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  6. You inspire me to have a kid as well. I don’t know how hard it can be, but it must be nice to have someone you can leave a legacy to. Tigger is lucky to have you as his father 🙂

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    • Thanks, Aleah. Parenting can certainly be tough, but the rewards are amazing. 🙂

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  7. Beautiful wishes that I would hope to come true for all the people I hold close to m heart. And also things that sometimes I should try and remember myself. Your son’s lucky to have such a loving and caring father.

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  8. I needed this post today more than you will ever know. I don’t have children yet, but I’ve been having a hard day of going back and forth between thinking I want them and then the reality of hearing parents just complain about how hard it is and yadda yadda. While I understand it’s hard, your view of your son is exactly why I want to have children. I want to bring someone into this world to share it’s awesomness with and to show these things to. If we’re going to have kids I want them to be raised knowing one thing: Be kind. Be kind to others. Be kind to animals. Be kind to people. But most importantly, be kind to yourself. Be there for yourself but allow others to be there for you too, and be there for others too. Spread love in this world and don’t buy into the believe the media portrays that we’re a horrible horrible world full of horrible horrible people. We’re awesome, and all it takes is a little looking to see how wonderful most people are.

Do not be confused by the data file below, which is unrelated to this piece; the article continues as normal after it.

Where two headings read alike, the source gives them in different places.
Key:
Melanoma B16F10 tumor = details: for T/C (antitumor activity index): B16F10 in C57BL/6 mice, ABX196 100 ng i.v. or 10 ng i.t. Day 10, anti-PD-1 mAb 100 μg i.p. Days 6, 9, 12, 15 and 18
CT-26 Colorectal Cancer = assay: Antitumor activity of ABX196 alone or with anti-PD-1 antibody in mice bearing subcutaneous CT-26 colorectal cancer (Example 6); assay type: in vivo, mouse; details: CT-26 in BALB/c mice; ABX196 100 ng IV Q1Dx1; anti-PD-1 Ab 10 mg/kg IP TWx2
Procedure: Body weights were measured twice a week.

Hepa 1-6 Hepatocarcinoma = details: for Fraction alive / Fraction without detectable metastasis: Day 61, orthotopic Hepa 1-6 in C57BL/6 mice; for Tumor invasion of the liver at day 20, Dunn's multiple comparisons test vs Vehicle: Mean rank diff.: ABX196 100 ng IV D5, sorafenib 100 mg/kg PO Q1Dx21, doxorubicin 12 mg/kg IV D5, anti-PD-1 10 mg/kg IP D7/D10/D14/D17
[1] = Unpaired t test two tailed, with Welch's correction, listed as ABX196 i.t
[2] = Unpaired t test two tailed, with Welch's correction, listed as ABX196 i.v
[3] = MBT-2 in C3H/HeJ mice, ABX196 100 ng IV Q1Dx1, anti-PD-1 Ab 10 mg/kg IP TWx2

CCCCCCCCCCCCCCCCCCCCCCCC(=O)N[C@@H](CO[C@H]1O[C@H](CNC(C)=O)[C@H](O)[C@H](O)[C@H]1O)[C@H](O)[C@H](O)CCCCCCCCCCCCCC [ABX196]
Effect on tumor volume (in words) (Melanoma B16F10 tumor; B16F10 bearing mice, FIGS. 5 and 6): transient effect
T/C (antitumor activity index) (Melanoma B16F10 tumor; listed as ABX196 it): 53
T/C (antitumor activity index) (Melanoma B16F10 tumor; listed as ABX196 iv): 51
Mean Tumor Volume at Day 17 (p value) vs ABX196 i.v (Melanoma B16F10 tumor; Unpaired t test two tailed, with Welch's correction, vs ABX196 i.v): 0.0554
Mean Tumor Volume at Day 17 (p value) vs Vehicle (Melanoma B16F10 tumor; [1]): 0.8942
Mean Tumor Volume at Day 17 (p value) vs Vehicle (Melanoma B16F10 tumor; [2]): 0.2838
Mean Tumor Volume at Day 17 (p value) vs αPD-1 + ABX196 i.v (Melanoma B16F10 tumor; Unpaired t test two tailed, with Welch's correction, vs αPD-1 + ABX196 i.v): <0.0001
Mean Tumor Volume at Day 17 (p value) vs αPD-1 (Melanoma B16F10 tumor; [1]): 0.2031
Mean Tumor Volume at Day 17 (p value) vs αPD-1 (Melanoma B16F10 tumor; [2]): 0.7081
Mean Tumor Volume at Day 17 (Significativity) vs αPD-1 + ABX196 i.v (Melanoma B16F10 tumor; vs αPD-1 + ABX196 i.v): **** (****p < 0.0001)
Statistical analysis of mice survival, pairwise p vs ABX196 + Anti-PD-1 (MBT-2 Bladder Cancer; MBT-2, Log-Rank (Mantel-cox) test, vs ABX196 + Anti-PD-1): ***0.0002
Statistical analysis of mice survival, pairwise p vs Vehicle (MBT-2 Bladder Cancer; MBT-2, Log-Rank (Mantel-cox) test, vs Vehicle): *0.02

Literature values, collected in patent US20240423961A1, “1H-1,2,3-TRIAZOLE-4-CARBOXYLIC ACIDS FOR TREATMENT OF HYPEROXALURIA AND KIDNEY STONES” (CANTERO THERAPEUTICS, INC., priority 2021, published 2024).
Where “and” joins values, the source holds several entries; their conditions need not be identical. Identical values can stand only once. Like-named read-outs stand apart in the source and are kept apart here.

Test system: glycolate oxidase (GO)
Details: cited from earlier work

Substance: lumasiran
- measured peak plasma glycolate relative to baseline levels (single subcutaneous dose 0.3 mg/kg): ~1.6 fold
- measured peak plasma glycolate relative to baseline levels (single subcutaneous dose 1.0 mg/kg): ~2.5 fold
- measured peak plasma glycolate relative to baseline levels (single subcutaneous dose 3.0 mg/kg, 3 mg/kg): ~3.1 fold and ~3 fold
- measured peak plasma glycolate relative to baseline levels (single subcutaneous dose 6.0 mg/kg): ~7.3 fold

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    • Being a parent CAN be tough, but I can’t think of anything one can do that is more rewarding either. I hope it continues to help you.

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  9. Take your passion and make it happen! YES! It might not be easy, but everyone can make it happen. Fear…living in fear is no good. Actually I don’t do some things I want to do cause of fear. I am working on it, working on it, because it is totally ridiculous!!

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  10. thanks Talon, I couldn’t have put it better myself, just what I am thinking. Have a great flight and a great time in Thailand…. miss you guys.

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  11. It is so important that kids know they are loved unconditionally. Encouraging your son to follow his passion is a wonderful legacy to pass on.

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  12. Fab post; you will not only leave Tigger a great legacy, but all your readers too! I want the same for my kids (which is why they don’t go to school), but I have to apply this to myself first lol! It’s been a long process but I am getting there slowly but surely. Really glad I found your blog.x

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    • I’m glad you found us as well, and I hope all the stuff we share is helpful to you.

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  13. 3 comments, Talon:

    1. “magic” indeed. This world is verily chock full of it, if we simply taking the time to notice the bazillion bitty examples of it each and every day.

    2. “age”… Admittedly at 60+ starting a whole new career here in Asia makes me a smidge biased, but, I most emphatically agree that you’re only as old as you choose to feel. Indeed, though most folks here likely never heard of him, I dare say the late Mr. Durante got it right: “Fairytales CAN come true, it can happen to you – if you are among the very young at heart.” 😉

    3. And finally – speaking of “leaving your son” something”, Talon – LOL, from some of those pics of the Tigger shivering in Paris, uh, I’d hafta say – perhaps you best “leave him”, say… a warmer jacket and maybe a pair of gloves? 😉

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    • Well, now we’re in sunny, warm Thailand, so he’s spared that. 🙂 He also DID have warmer clothes but chose not to wear them.